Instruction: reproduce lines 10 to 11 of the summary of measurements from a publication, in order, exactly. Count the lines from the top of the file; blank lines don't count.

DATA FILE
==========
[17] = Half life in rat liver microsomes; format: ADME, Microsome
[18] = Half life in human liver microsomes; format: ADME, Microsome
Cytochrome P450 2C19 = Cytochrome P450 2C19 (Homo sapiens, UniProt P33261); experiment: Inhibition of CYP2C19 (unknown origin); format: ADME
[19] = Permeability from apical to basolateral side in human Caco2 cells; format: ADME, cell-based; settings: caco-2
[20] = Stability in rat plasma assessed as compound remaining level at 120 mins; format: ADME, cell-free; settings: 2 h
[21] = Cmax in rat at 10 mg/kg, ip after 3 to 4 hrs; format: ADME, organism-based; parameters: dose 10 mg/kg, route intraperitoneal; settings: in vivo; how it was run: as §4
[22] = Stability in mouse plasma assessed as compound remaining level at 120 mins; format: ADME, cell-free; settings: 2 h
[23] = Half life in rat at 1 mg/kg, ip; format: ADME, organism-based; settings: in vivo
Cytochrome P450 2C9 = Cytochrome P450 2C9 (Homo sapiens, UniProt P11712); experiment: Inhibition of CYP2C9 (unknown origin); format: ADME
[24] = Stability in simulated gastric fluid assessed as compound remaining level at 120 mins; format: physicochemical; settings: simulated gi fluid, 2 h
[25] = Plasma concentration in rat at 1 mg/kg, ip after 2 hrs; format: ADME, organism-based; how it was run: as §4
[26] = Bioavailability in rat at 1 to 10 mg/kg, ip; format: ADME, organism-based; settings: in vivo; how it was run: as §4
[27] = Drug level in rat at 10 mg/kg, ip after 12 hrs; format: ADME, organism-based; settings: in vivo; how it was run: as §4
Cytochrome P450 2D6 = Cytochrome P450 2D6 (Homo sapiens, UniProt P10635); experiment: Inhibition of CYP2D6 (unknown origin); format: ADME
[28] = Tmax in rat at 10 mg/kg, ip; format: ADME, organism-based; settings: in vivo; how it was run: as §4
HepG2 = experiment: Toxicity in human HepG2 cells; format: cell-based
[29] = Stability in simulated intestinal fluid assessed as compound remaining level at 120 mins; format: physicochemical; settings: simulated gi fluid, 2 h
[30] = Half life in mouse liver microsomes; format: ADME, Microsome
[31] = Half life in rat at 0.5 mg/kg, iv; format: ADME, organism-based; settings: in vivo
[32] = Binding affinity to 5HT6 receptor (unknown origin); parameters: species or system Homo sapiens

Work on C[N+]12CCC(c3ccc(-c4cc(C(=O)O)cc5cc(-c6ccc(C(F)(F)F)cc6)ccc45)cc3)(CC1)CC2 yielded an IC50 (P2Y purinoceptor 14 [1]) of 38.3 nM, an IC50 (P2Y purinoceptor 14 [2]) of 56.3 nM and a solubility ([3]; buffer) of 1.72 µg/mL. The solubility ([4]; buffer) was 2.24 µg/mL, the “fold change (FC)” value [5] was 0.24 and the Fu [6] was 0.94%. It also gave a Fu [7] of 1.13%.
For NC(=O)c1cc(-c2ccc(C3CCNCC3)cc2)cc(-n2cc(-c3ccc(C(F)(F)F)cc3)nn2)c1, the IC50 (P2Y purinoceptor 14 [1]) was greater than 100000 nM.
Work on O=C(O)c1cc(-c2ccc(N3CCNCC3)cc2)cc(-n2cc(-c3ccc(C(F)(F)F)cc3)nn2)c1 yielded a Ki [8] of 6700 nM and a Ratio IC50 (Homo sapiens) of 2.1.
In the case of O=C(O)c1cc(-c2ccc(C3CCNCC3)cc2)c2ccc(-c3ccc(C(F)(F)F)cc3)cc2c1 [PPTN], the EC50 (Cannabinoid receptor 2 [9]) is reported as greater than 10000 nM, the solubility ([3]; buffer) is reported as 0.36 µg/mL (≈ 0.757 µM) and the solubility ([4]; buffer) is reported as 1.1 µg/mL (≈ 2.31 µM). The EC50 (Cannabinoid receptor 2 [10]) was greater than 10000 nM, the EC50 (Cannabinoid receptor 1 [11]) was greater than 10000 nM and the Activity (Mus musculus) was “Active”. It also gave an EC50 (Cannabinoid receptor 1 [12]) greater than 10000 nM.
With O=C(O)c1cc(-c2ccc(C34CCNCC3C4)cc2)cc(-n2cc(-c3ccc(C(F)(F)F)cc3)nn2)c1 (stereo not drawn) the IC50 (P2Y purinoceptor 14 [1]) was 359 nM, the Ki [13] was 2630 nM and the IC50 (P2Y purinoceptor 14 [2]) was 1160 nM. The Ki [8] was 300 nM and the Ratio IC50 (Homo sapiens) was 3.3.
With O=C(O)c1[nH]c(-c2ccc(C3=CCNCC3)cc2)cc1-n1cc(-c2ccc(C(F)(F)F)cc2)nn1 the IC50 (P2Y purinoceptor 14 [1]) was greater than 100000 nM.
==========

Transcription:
[24] = Stability in simulated gastric fluid assessed as compound remaining level at 120 mins; format: physicochemical; settings: simulated gi fluid, 2 h
[25] = Plasma concentration in rat at 1 mg/kg, ip after 2 hrs; format: ADME, organism-based; how it was run: as §4